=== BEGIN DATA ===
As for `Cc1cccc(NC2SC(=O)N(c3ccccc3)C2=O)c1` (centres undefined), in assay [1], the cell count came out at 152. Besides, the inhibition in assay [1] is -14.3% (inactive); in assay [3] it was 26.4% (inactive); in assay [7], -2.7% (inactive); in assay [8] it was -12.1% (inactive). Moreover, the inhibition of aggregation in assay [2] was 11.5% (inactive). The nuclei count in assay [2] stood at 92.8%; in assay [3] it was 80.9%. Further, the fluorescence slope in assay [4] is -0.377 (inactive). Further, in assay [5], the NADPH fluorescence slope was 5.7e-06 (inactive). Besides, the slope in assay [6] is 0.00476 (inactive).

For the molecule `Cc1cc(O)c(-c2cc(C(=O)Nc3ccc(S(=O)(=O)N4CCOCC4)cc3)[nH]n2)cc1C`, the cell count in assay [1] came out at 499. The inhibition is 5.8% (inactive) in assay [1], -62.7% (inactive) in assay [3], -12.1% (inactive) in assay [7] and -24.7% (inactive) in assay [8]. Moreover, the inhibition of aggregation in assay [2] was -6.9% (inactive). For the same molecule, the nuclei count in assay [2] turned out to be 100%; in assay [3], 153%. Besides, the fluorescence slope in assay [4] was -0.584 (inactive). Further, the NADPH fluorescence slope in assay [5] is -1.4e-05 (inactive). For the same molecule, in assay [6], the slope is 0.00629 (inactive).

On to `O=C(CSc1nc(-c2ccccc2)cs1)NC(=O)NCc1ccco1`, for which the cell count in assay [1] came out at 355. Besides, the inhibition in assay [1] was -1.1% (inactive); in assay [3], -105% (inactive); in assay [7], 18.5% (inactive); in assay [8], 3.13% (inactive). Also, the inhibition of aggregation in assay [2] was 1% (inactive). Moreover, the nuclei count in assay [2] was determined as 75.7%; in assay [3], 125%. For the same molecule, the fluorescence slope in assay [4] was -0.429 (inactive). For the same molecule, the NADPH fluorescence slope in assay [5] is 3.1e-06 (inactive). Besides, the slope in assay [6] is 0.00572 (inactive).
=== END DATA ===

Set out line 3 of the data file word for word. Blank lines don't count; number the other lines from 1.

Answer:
On to `O=C(CSc1nc(-c2ccccc2)cs1)NC(=O)NCc1ccco1`, for which the cell count in assay [1] came out at 355. Besides, the inhibition in assay [1] was -1.1% (inactive); in assay [3], -105% (inactive); in assay [7], 18.5% (inactive); in assay [8], 3.13% (inactive). Also, the inhibition of aggregation in assay [2] was 1% (inactive). Moreover, the nuclei count in assay [2] was determined as 75.7%; in assay [3], 125%. For the same molecule, the fluorescence slope in assay [4] was -0.429 (inactive). For the same molecule, the NADPH fluorescence slope in assay [5] is 3.1e-06 (inactive). Besides, the slope in assay [6] is 0.00572 (inactive).